Plants & Pests with Nicole


Upcoming Events

December 9th Master Gardener Luncheon 11:30 @ The Extension Office

December 12th Radio Interview on KWBE 1450AM

Recycling your Christmas Tree

Christmas trees are typically only used for a few weeks and then they are thrown away to a landfill somewhere. However, there are many other uses for those trees once their primary purpose of making your home festive for the holidays is over. Christmas trees can be chipped up to be used as mulch in your landscapes. This mulch can be made now and stored for use next spring. Christmas trees can also be placed in designated areas at local lakes and ponds to provide new fish habitat in the spring when the ice melts and the trees fall into the water. Christmas trees can also be made into bird habitat by placing it outdoors with oranges, berries, popcorn, and bird seed hung on them like decoration. Finally, the trees can be pruned up and used as a trellis for vertical gardening. If you prune off the needles and make a trellis out of the branches, the tree can last a lot longer in your garden next spring. This trellis can be used for vining perennials or vegetables, cucumbers can be grown on a trellis system including one made from your old Christmas tree.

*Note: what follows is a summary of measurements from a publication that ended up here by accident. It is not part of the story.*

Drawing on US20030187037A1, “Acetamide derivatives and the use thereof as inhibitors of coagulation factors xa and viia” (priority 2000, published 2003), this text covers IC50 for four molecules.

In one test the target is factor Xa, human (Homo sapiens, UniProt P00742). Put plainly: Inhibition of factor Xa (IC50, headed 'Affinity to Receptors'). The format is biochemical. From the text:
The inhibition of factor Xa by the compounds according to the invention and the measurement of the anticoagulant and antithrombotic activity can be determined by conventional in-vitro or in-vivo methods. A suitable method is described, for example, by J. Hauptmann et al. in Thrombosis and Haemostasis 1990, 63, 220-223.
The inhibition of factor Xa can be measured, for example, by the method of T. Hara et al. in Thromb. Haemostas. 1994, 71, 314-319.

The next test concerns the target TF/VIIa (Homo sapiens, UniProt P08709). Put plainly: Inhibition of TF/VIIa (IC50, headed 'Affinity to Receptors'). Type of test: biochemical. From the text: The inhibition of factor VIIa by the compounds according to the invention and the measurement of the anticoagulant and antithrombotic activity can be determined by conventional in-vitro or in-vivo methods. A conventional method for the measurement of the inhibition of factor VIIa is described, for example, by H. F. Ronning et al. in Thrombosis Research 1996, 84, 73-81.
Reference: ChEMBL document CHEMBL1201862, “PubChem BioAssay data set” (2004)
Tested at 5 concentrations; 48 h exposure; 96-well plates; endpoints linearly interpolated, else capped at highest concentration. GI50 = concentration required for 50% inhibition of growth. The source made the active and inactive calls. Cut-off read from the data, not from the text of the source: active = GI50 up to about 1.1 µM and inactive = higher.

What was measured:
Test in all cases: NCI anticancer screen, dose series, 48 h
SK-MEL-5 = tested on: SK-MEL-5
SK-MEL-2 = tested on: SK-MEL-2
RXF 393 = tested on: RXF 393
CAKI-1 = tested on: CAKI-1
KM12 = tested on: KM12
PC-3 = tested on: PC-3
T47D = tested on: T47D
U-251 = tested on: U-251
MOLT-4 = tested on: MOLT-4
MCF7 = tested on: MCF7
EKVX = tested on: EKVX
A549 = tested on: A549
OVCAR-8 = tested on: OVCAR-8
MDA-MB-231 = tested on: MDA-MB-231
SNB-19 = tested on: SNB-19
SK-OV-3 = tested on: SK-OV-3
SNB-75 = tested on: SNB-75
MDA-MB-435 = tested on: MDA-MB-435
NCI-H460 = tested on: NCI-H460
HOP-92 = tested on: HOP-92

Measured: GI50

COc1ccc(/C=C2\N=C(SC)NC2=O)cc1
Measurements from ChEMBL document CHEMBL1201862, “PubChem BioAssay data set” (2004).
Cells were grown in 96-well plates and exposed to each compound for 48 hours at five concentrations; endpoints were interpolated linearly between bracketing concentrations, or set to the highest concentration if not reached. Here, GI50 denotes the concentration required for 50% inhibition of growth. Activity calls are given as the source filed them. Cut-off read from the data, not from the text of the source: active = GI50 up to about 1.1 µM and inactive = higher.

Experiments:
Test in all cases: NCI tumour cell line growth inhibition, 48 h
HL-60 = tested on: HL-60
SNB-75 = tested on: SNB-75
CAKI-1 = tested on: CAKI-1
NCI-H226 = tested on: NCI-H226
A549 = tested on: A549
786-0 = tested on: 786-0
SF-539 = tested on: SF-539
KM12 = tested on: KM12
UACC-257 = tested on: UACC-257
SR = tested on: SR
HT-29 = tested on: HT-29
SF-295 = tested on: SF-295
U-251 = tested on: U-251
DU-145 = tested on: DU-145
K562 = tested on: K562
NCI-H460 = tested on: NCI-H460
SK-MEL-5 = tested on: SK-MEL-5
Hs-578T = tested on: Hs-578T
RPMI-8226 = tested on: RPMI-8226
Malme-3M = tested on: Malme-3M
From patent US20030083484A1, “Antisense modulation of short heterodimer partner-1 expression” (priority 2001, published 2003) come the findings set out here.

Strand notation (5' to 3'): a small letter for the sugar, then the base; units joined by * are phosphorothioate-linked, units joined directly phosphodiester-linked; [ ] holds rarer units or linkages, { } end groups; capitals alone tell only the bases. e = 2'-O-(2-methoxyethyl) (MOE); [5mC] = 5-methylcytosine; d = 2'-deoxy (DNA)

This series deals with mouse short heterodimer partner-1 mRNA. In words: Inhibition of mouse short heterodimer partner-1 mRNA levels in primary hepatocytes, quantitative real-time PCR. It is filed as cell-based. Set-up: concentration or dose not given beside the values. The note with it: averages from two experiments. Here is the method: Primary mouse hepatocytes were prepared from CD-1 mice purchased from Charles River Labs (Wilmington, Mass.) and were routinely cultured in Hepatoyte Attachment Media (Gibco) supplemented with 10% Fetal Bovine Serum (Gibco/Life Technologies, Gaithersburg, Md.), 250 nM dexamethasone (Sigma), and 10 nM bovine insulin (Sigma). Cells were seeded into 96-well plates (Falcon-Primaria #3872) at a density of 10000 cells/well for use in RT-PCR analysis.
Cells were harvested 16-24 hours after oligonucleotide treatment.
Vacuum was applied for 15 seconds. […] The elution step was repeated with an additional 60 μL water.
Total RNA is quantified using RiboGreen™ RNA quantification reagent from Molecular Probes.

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Winter Mulch

Extremely cold winter weather is not only hard on us, but it also can be harmful to our plants. If you recently planted any perennials, the winter conditions can cause them to frost heave. This is a situation where freezing and thawing of the ground in the winter months can actually cause the ground to push plant out of the ground, or heave it out. When this happens, the roots become exposed to cold weather and it can harm if not kill the plant. Once night temperatures have dropped consistently into the 20’s, go out and apply winter mulch. It is better to apply winter mulch later in the season rather than too soon, so if you haven’t done it yet, there is still time. Apply a 4–6-inch layer of coarse mulch over the top of the plants to help protect them from frost heaving. If your plant has already experienced a frost heave, add topsoil around the exposed soil and then apply the winter mulch.

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Dates are approximate, activities do not necessarily need to be completed that day.

Holiday Decorations from the Garden

Happy Holidays! I know it is hard to believe, but Thanksgiving is next week. We will soon begin preparing for the holiday season. With the holiday season comes all the decorations, which I love! Horticulture pieces are a large part of our holiday decorating, which makes it even better for us gardeners. We can use pieces from our own landscape to decorate our homes for the holidays.
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Nicole Stoner

Nicole Stoner is the Horticulture Extension Educator located in Gage County, serving Southeast Nebraska. Nicole's focus areas include trees, shrubs, lawns, gardens, and insects. Nicole obtained her Master's Degree from the University of Nebraska-Lincoln for Horticulture with a minor in Insect Science, she also has Bachelor's Degrees from UNL in both areas. Nicole is also an ISA Certified Arborist and has her Tree Risk Assessment Qualification (TRAQ).